NSLC employees won't be forced to sell cannabis: CEO
People who work for the Nova Scotia Liquor Corporation won’t have to sell cannabis, if they don’t want to. Instead, they will be allowed to request transfers to stores that don’t sell it.
The NSLC is planning to begin employee training for pot sales, but some say there are still too many unanswered questions about something that’s only a few months away.
NSLC CEO Brett Mitchell says employees will be able to help customers choose from the hundreds of cannabis products on shelves.
“We expect the staff in there to be knowledgeable about the product,” he says, “that they can facilitate safe consumption of the product by consumers when they leave.”
Speaking to a committee of the legislature, Mitchell says it will require special training, although he stopped short of saying staff should sample the product.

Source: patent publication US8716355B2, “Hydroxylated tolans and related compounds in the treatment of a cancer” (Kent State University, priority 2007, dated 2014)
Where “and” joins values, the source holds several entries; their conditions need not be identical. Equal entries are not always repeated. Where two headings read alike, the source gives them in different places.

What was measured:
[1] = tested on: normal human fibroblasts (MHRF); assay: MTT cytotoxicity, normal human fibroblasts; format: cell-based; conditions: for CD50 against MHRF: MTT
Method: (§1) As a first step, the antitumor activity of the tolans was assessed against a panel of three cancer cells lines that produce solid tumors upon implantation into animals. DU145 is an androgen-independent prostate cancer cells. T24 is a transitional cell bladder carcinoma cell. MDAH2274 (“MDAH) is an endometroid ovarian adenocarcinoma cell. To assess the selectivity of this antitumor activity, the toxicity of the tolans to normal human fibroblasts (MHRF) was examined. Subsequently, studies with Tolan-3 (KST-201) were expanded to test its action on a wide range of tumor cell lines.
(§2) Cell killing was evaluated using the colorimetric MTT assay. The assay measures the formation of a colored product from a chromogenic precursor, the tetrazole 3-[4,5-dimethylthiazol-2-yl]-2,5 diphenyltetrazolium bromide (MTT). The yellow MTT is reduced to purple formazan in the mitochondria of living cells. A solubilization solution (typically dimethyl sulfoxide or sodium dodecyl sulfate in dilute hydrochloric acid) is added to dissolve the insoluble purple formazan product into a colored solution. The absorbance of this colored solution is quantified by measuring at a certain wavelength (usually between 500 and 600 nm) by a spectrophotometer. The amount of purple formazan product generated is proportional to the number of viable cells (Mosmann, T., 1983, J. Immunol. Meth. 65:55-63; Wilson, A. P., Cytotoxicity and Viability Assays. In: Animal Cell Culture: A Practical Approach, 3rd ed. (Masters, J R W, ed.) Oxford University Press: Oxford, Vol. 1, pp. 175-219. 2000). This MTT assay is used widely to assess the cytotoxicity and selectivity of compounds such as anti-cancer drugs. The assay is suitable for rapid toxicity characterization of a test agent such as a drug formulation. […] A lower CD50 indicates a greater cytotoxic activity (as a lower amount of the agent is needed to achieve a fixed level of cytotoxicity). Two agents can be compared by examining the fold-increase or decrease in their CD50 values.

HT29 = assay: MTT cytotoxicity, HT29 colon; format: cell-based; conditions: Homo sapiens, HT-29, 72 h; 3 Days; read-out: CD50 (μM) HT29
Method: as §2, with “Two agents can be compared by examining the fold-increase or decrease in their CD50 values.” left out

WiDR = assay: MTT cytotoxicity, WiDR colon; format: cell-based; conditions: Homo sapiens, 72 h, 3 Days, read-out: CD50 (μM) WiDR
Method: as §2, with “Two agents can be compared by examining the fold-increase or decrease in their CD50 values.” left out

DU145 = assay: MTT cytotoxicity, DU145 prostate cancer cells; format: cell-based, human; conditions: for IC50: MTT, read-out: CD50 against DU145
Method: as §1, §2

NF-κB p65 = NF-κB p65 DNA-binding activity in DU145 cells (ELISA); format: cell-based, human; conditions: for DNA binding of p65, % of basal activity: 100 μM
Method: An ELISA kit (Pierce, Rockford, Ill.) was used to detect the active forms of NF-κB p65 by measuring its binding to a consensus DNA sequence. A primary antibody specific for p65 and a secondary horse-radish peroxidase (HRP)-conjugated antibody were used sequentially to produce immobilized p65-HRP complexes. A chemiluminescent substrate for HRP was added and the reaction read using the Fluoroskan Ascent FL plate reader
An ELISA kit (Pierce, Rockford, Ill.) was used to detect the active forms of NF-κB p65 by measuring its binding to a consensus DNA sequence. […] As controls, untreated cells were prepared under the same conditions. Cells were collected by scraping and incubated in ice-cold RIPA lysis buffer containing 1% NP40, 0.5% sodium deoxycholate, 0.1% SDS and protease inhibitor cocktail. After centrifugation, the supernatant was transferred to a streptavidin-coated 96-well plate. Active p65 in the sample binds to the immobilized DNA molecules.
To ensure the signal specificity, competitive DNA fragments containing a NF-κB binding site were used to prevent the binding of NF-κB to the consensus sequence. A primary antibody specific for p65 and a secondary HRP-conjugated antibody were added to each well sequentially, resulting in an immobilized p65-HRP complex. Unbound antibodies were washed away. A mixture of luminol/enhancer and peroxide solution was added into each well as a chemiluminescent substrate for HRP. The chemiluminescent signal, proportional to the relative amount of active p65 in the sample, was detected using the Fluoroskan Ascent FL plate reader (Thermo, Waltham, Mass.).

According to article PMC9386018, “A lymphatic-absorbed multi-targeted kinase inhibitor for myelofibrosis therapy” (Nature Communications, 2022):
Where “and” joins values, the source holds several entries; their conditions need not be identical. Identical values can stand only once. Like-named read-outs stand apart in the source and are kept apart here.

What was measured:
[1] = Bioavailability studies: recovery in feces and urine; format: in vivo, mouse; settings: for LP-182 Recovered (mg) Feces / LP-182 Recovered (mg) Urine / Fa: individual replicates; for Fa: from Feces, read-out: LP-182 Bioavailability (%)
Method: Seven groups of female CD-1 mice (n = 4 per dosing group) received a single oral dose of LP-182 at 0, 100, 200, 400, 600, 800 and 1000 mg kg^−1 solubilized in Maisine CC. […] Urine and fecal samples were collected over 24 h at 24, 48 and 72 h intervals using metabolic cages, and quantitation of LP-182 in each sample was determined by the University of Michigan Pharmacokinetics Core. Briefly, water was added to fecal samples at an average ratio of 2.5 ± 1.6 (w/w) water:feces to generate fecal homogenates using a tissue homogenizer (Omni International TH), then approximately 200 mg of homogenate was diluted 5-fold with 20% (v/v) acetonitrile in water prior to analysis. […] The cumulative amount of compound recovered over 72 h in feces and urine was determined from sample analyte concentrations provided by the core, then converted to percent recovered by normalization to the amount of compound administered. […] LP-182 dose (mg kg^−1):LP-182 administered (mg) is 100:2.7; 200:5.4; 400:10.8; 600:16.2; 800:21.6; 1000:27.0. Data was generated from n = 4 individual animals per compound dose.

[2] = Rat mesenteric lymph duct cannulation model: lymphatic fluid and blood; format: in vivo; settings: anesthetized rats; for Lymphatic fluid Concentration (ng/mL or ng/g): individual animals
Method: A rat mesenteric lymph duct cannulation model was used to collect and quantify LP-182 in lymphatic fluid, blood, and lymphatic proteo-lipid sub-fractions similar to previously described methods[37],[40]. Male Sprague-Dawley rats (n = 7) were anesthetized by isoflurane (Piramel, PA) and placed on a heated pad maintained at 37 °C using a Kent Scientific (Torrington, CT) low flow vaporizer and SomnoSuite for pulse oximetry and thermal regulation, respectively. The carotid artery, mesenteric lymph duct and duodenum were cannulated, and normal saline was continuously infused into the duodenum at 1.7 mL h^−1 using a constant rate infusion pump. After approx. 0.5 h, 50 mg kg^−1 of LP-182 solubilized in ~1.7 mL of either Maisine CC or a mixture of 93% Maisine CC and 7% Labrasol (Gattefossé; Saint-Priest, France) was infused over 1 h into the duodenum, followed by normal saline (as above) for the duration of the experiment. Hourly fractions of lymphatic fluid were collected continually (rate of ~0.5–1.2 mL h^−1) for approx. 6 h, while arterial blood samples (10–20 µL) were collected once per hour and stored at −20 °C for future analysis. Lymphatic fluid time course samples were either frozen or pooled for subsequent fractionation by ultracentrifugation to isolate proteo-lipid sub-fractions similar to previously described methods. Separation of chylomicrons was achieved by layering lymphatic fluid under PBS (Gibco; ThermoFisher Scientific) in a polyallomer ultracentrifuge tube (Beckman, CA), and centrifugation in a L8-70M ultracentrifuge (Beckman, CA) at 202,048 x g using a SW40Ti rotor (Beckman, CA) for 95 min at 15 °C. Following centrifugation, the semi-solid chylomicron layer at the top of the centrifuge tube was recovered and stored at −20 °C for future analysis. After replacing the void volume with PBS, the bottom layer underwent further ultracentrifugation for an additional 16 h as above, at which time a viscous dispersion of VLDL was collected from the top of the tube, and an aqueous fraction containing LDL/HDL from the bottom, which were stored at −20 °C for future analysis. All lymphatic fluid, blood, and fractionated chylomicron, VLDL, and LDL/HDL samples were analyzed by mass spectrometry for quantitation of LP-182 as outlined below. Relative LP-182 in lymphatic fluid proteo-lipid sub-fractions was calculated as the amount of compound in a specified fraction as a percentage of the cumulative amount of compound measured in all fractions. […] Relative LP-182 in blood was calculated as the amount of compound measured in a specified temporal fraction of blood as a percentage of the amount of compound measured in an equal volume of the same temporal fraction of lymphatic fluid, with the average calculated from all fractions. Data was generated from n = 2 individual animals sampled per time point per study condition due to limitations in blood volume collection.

“Using outside people to help us build it, so there will be some kind of content source,” he adds. “You know there’s a fair number of people out there now that are offering some degree of expertise.”
There will be about 80 full-time jobs created in year one.
Eventually, everyone who works at a store that sells cannabis will be trained, but employees opposed to selling pot, won’t have to.
“That’s something that we have had conversations early on,” says NSGEU President Jason MacLean, “and the employer said right away that nobody is going to be forced to sell it.”
The union representing workers says some will opt out, and they can be transferred to another store.
However, the NDP is not convinced that 12 stores is enough, even with online sales.
“Try to move purchasers from the black or illegal market to the legal market, there will be challenges because of access,” says Nova Scotia NDP MLA Dave Wilson.
The official opposition says there isn’t enough detail on how much the roll out and public education will cost.
“There was a shrug of shoulders saying we’ll absorb the cost in the ordinary budget,” adds Nova Scotia PC MLA Tim Houston. “So I just don’t think that there’s a good appreciation for what it will cost.”
The federal government plans to legalize recreational cannabis this summer.
With files from CTV Atlantic’s Sarah Ritchie.